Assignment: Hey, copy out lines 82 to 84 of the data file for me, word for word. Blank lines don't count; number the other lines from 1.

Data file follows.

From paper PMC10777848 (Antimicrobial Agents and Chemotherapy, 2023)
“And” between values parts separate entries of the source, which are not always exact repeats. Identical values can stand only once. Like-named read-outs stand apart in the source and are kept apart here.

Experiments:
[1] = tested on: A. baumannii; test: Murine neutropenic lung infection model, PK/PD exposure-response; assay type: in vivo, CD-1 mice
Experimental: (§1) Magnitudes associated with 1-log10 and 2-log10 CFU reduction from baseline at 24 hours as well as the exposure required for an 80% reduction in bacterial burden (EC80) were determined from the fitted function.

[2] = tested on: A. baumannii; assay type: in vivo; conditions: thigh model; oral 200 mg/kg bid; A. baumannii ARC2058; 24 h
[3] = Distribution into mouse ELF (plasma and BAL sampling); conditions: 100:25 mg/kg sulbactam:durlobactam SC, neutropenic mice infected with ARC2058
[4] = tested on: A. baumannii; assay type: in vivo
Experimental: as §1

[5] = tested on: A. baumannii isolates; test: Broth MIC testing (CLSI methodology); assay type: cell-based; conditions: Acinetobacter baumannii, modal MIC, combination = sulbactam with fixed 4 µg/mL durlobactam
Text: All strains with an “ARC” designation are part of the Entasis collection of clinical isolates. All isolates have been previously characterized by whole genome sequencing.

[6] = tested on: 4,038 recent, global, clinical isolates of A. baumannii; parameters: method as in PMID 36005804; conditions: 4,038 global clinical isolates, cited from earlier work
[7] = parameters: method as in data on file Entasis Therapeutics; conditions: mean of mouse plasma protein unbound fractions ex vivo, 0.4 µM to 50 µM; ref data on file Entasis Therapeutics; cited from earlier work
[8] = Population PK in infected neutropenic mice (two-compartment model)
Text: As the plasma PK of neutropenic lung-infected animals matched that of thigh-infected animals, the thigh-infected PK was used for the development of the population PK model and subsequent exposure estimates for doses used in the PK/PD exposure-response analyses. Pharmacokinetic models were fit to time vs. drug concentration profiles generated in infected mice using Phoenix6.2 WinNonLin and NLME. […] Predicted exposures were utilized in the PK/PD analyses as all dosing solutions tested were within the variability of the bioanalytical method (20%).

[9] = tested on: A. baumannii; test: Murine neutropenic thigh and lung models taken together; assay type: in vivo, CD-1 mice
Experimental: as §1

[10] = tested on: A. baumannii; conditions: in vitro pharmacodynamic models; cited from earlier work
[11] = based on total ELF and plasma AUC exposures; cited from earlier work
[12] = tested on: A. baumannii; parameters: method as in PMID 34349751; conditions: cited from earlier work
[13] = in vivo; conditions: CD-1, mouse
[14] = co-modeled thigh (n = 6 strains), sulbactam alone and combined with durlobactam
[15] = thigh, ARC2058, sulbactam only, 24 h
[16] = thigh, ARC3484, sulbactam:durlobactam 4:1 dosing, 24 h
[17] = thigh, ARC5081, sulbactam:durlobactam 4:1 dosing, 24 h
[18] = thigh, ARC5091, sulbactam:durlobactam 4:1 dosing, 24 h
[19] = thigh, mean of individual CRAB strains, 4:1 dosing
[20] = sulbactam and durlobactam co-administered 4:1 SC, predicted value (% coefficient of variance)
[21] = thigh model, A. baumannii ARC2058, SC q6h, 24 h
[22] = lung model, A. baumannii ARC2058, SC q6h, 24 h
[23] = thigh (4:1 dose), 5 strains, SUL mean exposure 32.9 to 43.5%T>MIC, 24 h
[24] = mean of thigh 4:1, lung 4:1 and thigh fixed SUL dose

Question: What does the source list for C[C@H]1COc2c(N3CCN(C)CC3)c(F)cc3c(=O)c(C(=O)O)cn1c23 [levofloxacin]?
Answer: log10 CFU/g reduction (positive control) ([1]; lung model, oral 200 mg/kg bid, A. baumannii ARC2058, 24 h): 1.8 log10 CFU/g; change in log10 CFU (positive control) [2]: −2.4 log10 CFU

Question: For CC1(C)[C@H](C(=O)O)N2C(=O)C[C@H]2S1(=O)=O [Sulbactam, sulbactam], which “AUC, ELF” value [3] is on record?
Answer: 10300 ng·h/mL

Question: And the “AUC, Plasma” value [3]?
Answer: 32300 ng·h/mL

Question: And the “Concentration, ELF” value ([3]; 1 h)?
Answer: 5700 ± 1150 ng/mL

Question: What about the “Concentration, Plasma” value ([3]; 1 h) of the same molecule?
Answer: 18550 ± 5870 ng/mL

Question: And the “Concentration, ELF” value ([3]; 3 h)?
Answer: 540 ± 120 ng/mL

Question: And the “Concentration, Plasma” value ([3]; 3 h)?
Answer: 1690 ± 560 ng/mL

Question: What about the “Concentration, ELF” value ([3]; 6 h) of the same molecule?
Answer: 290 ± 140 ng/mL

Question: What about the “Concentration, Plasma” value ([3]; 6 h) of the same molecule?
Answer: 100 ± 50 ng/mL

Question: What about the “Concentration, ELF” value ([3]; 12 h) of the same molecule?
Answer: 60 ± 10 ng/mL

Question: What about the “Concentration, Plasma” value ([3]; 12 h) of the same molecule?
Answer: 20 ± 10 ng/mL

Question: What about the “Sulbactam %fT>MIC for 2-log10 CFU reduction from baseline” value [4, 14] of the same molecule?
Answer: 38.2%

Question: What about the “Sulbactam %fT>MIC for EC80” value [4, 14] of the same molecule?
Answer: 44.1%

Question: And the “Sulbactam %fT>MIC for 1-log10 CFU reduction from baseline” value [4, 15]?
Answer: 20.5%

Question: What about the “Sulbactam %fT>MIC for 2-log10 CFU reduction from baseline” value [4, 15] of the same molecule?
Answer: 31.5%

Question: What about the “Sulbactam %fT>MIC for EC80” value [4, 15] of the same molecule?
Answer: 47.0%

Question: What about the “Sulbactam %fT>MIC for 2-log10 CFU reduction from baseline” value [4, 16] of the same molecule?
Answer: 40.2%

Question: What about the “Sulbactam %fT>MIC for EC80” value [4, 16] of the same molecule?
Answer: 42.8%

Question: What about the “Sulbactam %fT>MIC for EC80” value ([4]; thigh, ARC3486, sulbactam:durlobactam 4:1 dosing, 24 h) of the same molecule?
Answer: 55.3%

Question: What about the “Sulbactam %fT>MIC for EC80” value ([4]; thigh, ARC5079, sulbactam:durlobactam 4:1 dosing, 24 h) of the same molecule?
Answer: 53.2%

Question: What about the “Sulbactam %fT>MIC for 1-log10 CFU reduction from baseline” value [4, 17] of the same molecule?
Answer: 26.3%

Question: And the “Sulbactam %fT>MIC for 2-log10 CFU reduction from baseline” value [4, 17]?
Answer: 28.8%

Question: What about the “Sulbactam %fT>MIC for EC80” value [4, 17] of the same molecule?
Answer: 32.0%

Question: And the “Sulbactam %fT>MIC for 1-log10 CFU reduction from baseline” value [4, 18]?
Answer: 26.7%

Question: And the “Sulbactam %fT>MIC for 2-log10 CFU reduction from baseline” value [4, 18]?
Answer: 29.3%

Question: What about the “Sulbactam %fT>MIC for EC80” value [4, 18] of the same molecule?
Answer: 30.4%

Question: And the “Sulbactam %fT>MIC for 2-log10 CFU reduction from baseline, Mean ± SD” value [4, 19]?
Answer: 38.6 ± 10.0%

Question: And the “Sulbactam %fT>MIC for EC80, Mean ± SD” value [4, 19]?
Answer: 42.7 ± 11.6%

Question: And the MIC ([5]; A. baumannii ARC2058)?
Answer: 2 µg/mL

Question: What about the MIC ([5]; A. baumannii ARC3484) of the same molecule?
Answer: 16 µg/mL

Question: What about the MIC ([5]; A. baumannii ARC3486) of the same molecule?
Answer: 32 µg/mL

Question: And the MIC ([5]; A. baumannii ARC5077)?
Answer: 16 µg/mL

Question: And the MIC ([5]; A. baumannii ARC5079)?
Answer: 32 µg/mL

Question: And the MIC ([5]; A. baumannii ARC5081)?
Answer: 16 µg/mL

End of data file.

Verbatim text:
Answer: 29.3%

Question: What about the “Sulbactam %fT>MIC for EC80” value [4, 18] of the same molecule?
Answer: 30.4%